Behind every dream home, passion project and much-needed renovation is a keen-eyed certifier ensuring everything is up to scratch and by the book.
For thousands of the works that have taken place in Wagga over the past two decades, that attention to detail has been delivered by Stephen Baker, who became the city's first ever private certifier in 2000.
After a long and rewarding career, in which he has seen Wagga transform from an ambling regional city to one of the fastest growing regions in NSW, Mr Baker has decided to hang up the tape measure and prepare for retirement.
"When I first started the pace was really quite reasonable and I was always happy to dot the i's and cross the t's," the 67-year-old said.
"These days you think of all the residential subdivision at Gobba, Forest Hill and everything out there ... well things are a bit more haphazard and crazy, so I'm happy to have some time to figure out what to do with myself."
Mr Baker's career saw him deliver the stamp of approval to over 200 local projects each year, covering everything from backyard sheds and pools to two-storey homes and an entire four star hotel.
After working for nearly three decades at Wyong Shire Council on the Central Coast in administration and as one of the council's certifiers, Mr Baker saw the NSW Government's introduction of private certification in 1998 as an opportunity for a change in scenery.
"It was a brand new thing in NSW at the time so no matter where you started you just might have been the first there," he said.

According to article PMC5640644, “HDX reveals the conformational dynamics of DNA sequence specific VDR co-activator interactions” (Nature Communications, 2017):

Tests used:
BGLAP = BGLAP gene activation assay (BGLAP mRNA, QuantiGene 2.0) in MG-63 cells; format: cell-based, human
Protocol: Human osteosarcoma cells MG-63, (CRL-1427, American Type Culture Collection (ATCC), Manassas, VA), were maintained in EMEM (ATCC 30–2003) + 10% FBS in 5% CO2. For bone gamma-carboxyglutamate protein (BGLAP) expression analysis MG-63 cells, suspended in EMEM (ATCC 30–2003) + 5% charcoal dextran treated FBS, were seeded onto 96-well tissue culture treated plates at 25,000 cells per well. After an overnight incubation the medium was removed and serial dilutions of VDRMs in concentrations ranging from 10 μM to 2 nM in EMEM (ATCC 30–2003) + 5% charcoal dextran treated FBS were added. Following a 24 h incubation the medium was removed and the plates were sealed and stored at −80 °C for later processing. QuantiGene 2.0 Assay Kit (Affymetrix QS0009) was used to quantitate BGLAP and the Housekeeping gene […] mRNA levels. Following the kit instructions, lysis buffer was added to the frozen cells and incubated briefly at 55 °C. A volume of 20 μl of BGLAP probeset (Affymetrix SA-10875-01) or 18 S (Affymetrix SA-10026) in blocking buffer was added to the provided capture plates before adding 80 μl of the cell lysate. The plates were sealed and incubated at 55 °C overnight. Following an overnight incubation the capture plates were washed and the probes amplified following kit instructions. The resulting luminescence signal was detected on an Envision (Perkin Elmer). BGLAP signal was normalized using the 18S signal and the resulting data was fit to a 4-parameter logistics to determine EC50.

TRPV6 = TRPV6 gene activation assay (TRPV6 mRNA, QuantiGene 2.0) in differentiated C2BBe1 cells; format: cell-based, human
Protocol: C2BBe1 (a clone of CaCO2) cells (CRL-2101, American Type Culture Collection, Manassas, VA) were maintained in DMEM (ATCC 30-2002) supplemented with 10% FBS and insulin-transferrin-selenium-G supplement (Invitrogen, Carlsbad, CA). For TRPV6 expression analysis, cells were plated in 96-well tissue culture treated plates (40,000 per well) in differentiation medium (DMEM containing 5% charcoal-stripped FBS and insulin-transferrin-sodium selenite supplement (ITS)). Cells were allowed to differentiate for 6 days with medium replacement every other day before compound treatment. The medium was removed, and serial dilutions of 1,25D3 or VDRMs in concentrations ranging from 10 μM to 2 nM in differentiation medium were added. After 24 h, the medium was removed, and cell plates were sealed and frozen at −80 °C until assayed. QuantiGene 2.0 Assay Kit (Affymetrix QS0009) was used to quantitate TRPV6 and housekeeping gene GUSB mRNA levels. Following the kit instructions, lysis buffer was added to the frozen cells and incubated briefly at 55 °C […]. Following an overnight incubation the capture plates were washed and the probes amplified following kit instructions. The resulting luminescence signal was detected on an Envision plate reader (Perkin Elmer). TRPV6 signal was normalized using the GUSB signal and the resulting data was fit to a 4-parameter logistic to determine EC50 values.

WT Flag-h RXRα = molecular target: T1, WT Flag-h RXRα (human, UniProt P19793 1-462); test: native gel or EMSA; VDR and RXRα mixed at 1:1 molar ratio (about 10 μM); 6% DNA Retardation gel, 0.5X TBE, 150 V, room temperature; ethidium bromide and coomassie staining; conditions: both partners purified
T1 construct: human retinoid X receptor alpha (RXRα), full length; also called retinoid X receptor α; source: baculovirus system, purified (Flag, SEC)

"I thought Wagga was big enough to earn a living while competing with council and for the first ten or so years it was pretty much just between me and council - which was fine for me."
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As his business grew, Mr Baker developed a reputation for his astute knowledge of the standards and regulations which all projects must abide by, though he concedes staying on top of these ever-changing rules was one of the biggest challenges of his career.
"Having to keep up to date with all the changes in legislature is just amazing," he said.
"The National Construction Code, which used to be called the Building Code of Australia, used to change every six months and even now it changes every 12 months.
"There's the building regulations, state government regulations and the whole suite of Australian Standards ... it's not easy to keep up to speed."
Mr Baker has spent the past few months urging his clients to use a different certifier, while he focused on ensuring the ongoing projects he has been involved in were complete in time for him to issue the occupation certificate.
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